From wishful thinking to hard facts

I wonder whether the polls at the end of this week will reveal any dramatic change in the state of play.

The Nationalist Party has always used its week-long activities to mark the Independence Day anniversary as a fillip for its supporters after the summer lull. For this, it has to thank Dom Mintoff, who did his utmost to make the country dismiss what happened on 21 September 1964 as a non-event. As a result of the PN's reaction, the opposite of what Mintoff wanted has been established as the norm.

Mintoff's erroneous approach to Independence Day is still the attitude of 'Old Labour' as can be seen from the remark made by Labour veteran Joseph Debono Grech who said that 'Independence' is theirs (meaning the PN's) as if the Labour party will not dirty its hands with something achieved by the PN. Except for this stupid slip, this year Muscat seems to have controlled 'Old Labour' on this issue.

The rumour that in his speech in the traditional PN mass meeting on September 20, Lawrence Gonzi intended to announce his imminent resignation or the time when he will be calling it a day, had been doing the rounds for quite some time. It became stronger as the day approached, until Gonzi himself felt he had to quash it last Wednesday. I never believed it, as it would have been so out of character for Gonzi to do such a thing at this juncture. It was simply a piece of wishful thinking on the part of genuine PN supporters who feel that such a move on Gonzi's part would ensure a PN victory in the general election.

Instead, Gonzi delivered a speech full of rhetoric, a lot of glossing over and some wishful thinking on his part!

Wishful thinking is one thing - hard facts are quite another!

Moreover, this year the Labour Party has devised a clever move: the holding of what they termed as a 'congress' in the same days that the PN was holding its Independence anniversary activities. The congress was open to everybody, and what's more interesting is that several persons were invited to give keynote speeches on preselected themes with Joseph Muscat rounding up the 'discussion'.

The persons who were invited to deliver these speeches are serious people - most of them noted professionals in their field - and the list of these people did give the impression that the Labour cause is being motivated by an earnest desire to see the country beginning a new stage of its political history. It's a pity that the sessions ended with a call for a show of hands denoting approval of the 'agreed' way of doing things - a silly ruse that belied a lack of seriousness, in contrast with the whole proceedings.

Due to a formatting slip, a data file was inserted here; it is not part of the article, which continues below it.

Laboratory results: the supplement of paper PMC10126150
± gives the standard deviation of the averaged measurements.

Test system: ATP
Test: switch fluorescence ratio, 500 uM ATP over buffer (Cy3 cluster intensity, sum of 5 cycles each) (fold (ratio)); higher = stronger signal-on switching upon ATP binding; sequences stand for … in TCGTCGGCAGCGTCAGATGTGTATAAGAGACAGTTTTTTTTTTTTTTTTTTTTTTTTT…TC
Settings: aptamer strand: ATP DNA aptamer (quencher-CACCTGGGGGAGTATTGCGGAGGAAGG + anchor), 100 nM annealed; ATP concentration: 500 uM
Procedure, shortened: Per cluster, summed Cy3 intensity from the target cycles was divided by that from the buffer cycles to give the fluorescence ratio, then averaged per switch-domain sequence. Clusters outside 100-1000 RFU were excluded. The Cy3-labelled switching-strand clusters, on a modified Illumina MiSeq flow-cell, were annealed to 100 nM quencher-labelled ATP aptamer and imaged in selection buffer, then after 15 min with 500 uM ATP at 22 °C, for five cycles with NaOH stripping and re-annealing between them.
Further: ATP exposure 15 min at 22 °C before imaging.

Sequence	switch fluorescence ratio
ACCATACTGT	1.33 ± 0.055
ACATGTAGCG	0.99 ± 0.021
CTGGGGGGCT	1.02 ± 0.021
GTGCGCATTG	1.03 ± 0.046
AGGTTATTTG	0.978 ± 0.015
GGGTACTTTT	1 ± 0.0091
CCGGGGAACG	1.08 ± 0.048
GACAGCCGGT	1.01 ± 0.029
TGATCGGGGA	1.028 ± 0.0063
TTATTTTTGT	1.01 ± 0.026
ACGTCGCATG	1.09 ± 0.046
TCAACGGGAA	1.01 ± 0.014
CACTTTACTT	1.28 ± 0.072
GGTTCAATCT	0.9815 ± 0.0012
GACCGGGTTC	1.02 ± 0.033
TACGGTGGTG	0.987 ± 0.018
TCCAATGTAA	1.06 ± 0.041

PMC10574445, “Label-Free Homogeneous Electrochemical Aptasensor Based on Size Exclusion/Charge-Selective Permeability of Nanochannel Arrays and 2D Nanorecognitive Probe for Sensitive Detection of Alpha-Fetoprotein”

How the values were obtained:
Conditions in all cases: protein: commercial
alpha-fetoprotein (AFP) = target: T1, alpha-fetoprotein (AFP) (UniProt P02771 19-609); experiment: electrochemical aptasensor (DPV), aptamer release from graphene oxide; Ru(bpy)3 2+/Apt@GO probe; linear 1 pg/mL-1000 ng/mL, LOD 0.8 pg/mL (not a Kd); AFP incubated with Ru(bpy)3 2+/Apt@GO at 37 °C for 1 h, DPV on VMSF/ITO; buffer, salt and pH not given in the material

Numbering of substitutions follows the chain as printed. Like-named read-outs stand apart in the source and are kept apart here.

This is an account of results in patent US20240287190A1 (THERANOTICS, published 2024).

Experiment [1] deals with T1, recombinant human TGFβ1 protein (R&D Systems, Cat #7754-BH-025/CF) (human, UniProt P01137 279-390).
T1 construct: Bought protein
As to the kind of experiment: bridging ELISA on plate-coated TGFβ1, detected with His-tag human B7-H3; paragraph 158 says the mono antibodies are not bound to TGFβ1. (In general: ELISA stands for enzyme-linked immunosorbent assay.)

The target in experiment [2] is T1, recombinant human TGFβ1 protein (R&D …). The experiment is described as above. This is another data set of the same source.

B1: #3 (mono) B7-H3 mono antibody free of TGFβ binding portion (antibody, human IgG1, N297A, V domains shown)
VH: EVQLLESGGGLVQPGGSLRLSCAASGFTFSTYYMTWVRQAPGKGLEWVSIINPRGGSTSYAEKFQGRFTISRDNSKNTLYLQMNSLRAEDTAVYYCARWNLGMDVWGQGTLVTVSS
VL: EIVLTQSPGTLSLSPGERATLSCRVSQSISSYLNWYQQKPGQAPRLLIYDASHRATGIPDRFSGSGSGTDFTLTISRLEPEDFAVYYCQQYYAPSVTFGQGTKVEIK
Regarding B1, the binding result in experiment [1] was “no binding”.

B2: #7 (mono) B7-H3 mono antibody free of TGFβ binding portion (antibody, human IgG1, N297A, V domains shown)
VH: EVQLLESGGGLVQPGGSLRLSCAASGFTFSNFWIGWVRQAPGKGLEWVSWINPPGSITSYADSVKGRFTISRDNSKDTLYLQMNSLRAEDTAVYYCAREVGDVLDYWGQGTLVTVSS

As a result, the Labour Party shared the attention of the media with the PN, when usually the media during this week is monopolised by the PN activities. The 'congress' will be wound up with a Labour Mass meeting to be held after that of the PN last Thursday evening. Joseph Muscat will be speaking with the added advantage of knowing what the Prime Minister had already said in the PN mass meeting.

Labour has the advantage of speaking from the opposition and can pontificate on what should be done, while the PN cannot do this without risking provoking questions on why what it is proposing has not yet been done and why certain problems persist.

While Joseph Muscat is a winning card for Labour, Lawrence Gonzi seems to be perceived as already past his 'use by' date - even when Gonzi makes good valid points and Muscat makes frivolous ones. The PN seems to be at a loss about this situation and is unable to do anything but push Lawrence Gonzi to the front, expecting everybody to follow.